EU Sends Experts, Disaster Relief
The team of experts will start arriving on July 15th, said Kristalina Georgieva, commissioner for international cooperation, humanitarian aid and crisis response.
Just a few hours after the explosion, a contractor at Vassiliko told CyprusNewsReport.com that he doesn't expect the damage to one of the main fuel tankers to be fixed for at least two years. There was extensive structural damage to two of the tankers, which buckled under the pressure of the shockwave that radiated from the blast zone.
The EU will also send generators to help restore the electricity supply to the island. In the four days since the explosion, there have been power cuts of at least two hours per day. Vassiliko was the largest and most modern power plant here, built because other plants are much older and cannot supply the island's demand for electricity.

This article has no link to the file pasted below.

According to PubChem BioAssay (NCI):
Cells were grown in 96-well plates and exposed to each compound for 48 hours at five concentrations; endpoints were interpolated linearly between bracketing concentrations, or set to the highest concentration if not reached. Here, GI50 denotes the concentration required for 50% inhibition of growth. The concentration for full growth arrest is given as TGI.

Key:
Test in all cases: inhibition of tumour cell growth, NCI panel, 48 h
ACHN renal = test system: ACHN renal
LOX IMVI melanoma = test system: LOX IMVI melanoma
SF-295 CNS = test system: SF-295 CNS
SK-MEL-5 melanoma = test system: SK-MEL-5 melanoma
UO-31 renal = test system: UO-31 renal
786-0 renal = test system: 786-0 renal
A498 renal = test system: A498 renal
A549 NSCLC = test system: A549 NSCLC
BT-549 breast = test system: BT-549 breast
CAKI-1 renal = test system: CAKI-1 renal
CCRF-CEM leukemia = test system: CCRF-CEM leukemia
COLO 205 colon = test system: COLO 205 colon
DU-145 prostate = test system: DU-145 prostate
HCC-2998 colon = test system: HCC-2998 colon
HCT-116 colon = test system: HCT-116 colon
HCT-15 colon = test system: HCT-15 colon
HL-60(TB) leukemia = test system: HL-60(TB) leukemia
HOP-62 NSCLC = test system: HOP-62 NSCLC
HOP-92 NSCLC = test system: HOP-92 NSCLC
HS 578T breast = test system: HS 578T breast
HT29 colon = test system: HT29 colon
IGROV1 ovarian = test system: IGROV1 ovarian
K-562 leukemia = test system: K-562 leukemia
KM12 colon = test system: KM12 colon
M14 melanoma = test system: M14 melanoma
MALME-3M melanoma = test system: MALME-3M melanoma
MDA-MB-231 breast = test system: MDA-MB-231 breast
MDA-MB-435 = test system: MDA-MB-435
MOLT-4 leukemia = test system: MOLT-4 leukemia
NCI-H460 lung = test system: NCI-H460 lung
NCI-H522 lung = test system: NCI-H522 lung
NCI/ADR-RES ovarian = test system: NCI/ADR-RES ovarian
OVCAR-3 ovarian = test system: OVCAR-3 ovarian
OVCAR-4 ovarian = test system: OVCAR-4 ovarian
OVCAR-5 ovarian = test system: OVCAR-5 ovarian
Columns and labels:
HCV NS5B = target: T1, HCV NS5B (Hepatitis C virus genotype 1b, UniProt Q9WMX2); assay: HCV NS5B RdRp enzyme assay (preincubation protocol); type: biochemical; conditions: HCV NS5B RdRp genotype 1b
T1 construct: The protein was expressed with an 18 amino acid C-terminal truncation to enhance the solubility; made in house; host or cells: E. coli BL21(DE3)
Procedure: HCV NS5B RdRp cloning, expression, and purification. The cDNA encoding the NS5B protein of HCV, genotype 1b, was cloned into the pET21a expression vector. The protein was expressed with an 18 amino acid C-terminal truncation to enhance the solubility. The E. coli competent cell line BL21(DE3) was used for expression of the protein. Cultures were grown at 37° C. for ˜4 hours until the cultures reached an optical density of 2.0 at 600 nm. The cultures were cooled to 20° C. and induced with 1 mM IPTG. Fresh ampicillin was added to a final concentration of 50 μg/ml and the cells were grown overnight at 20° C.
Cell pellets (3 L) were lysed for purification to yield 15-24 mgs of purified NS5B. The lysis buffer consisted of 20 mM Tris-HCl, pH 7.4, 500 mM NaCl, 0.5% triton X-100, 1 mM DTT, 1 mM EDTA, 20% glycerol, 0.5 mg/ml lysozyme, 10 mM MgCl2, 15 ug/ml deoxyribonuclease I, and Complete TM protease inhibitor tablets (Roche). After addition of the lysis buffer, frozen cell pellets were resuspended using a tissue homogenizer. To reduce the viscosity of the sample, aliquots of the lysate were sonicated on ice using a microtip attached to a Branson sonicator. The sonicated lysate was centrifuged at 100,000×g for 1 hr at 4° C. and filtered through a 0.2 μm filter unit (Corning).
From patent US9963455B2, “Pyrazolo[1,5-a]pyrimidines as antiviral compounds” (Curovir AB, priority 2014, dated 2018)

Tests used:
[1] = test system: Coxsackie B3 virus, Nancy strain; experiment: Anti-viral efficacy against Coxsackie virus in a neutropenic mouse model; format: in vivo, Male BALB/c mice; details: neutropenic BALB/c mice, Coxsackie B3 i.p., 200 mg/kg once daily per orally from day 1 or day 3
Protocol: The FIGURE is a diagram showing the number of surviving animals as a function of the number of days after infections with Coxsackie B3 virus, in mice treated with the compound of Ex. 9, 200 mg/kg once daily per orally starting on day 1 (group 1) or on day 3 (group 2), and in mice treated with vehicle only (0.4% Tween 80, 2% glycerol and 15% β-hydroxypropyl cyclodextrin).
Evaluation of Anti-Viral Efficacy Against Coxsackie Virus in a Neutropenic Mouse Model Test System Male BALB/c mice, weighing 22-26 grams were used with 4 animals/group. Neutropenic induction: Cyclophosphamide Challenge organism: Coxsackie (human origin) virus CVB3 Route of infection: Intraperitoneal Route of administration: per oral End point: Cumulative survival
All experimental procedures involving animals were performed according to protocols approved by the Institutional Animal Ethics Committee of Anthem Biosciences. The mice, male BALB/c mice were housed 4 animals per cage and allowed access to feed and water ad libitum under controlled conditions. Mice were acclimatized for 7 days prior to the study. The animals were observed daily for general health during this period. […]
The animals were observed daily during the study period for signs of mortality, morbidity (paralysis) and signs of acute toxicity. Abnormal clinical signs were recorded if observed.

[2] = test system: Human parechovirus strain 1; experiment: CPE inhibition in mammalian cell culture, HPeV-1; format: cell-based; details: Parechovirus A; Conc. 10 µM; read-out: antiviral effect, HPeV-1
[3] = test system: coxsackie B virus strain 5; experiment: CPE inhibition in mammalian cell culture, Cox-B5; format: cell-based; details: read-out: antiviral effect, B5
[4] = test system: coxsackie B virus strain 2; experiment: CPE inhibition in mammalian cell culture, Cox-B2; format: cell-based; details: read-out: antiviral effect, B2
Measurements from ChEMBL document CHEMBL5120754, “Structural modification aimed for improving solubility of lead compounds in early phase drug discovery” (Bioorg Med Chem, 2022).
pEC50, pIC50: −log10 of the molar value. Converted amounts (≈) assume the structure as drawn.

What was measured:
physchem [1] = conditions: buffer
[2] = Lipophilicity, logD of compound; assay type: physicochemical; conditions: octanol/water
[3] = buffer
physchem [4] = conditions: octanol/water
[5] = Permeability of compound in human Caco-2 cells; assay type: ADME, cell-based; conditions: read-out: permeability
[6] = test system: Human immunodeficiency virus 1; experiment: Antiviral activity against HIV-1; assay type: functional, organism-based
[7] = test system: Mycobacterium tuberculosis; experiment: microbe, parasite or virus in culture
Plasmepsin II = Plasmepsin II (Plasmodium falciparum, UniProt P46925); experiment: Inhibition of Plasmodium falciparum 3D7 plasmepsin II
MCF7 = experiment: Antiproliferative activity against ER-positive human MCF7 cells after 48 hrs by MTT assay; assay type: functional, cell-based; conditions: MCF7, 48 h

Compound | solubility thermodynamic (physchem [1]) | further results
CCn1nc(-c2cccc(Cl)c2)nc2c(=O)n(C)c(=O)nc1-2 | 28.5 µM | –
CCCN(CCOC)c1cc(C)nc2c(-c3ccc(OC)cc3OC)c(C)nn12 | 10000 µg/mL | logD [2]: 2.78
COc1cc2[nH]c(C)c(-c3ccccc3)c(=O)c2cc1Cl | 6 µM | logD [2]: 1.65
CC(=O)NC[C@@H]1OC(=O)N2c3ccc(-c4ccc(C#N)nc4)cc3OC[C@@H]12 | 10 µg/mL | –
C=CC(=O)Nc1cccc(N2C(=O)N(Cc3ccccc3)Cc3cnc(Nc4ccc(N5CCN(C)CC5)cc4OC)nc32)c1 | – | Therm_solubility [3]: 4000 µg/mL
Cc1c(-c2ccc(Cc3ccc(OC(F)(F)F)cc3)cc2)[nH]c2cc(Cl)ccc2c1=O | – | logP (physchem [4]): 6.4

As of the day of the explosion on July 11th, there have been daily power cuts of up to two hours, and the cuts are set to double to four hours in some areas, said the electricity authority.
The island's residents are struggling to get back to normal life as the 13 victims of the blast are buried.
"I want to express my deep sympathy for all those who have been affected by this tragic event. The European Commission will help Cyprus cope in this difficult moment," said Georgieva.
"My colleagues and I are impressed by the heroism of the Cypriots who risked their lives fighting the disaster," she said.
The European Civil Protection Mechanism is responsible for disaster response among 31 European states (EU-27 plus Croatia, Iceland, Liechtenstein and Norway).
The participating countries pool the resources that can be made available to disaster-stricken countries all over the world. When activated, the Mechanism coordinates the provision of assistance inside and outside the European Union.